It’s an antiquated system designed before the internet and with the intention of allowing voters and delegates to see their nominees in person. It harkens to a day when trains crossed from sea to sea with candidates waving at people who were lining up just for a glimpse. Those days are behind us. The system should be as well.
The grind of the nomination process (and the state-based election system altogether) no longer make sense. Currently, Rick Santorum leads all GOP nominees in national polls, but most of those voters will not have a voice. If Michigan goes to Romney, this race has 10 days left. For people living in states who have primaries after Super Tuesday on March 6th, your votes won’t make a difference.
A win for Romney will give him the momentum he needs to wrap up the nomination. The fight will continue for a long time, possibly up to the convention, but everyone other than the hardcore supporters of each remaining candidate will lose interest.
How can someone better-represent a party’s choice but not have a chance of reaching the majority of the voters? Why is a vote in Michigan more powerful than a vote in Utah, a state that has more delegates but who has very little chance to make an impact with their primary in late June?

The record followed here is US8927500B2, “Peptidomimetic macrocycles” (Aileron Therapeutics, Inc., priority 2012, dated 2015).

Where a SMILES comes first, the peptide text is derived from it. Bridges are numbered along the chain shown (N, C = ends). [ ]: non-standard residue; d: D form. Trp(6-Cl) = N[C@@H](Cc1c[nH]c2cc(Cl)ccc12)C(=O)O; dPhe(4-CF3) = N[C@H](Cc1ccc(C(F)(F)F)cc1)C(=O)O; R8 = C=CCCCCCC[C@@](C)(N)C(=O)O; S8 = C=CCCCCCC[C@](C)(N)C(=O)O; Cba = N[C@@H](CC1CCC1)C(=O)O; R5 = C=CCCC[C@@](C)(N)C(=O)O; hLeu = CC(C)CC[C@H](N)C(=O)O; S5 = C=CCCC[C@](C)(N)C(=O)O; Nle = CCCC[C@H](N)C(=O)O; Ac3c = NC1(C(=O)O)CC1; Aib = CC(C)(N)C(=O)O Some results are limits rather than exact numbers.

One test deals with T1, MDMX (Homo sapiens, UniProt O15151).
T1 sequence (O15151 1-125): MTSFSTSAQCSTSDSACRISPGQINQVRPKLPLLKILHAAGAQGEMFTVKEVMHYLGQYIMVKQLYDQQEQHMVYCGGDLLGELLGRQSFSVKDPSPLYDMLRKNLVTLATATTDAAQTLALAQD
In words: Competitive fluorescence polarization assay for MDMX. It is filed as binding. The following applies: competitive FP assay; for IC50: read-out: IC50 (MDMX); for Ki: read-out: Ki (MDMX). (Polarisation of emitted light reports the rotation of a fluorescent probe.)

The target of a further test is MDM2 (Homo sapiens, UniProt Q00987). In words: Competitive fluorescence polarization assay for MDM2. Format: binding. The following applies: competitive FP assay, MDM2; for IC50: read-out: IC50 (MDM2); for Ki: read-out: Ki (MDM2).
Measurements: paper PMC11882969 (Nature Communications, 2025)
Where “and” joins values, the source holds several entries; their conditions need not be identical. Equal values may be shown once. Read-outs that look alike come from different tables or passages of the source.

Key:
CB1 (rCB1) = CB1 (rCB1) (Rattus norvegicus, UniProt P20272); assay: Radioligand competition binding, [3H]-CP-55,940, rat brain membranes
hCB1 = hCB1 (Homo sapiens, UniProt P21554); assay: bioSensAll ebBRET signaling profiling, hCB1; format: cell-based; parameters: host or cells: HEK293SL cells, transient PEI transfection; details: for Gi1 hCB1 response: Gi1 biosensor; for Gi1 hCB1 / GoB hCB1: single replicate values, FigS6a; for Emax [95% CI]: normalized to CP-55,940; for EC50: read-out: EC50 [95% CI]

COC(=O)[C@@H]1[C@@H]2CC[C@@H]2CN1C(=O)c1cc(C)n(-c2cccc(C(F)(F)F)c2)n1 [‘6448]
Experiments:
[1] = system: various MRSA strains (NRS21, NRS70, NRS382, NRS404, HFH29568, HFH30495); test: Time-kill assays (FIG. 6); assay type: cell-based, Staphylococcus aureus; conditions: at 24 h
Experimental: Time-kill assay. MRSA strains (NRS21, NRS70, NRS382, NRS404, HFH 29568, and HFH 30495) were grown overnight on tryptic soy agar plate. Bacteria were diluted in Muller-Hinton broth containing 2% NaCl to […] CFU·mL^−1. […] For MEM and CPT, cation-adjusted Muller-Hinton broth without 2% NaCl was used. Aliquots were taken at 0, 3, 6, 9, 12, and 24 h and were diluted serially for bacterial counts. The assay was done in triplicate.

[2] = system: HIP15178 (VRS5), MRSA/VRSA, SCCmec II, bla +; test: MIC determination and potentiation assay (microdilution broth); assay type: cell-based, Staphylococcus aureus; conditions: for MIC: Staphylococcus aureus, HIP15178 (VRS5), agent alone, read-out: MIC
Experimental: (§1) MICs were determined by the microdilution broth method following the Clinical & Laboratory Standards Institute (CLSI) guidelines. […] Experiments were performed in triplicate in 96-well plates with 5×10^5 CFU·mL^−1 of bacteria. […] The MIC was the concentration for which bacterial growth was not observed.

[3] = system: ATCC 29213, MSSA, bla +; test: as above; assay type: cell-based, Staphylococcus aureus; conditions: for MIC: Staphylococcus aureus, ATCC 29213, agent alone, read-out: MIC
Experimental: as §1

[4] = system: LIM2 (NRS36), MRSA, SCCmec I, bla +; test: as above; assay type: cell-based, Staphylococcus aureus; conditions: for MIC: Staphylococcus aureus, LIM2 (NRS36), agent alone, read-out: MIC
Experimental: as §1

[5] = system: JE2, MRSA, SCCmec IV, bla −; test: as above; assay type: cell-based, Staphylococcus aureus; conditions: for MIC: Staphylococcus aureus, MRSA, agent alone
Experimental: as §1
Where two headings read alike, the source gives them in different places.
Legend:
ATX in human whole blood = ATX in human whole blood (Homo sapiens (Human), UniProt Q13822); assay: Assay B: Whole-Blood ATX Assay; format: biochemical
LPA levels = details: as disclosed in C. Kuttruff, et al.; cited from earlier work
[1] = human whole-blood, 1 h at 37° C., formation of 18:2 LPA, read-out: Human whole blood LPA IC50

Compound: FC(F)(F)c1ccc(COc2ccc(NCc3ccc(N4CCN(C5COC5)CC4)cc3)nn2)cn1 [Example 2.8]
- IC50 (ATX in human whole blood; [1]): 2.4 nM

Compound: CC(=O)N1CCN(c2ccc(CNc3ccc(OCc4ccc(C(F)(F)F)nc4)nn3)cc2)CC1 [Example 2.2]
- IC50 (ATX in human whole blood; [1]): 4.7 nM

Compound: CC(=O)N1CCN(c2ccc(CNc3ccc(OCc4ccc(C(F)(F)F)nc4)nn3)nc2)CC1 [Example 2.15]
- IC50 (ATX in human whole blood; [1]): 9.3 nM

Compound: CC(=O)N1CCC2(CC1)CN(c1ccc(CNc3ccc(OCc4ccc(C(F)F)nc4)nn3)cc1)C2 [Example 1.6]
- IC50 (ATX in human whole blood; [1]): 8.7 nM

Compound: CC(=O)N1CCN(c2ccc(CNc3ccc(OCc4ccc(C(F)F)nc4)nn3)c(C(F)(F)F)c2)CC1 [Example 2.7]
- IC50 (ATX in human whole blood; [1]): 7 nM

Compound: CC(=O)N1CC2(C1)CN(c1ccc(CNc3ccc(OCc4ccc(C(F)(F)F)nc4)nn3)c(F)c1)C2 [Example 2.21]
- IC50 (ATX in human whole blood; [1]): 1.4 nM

According to the most recent USA Today poll, Santorum is ahead of President Obama head-to-head by 3% while Romney is tied with the President. As you can see in the graphic above, Santorum also beats Romney in a nationwide poll. The fact that we still have this ludicrous system is asinine.
We have television. We have the internet. We have ways to see each candidate and have them speak to the people in each state. The primary system should be consolidated to one that makes more sense in the digital age. Standard conservative thinking is to allow the states to do what they feel like doing to select delegates, but for once we’re deviating from the norm. Regardless of who wins today, the fact that voters in Michigan are more empowered than voters in other states is absolute proof of a broken system.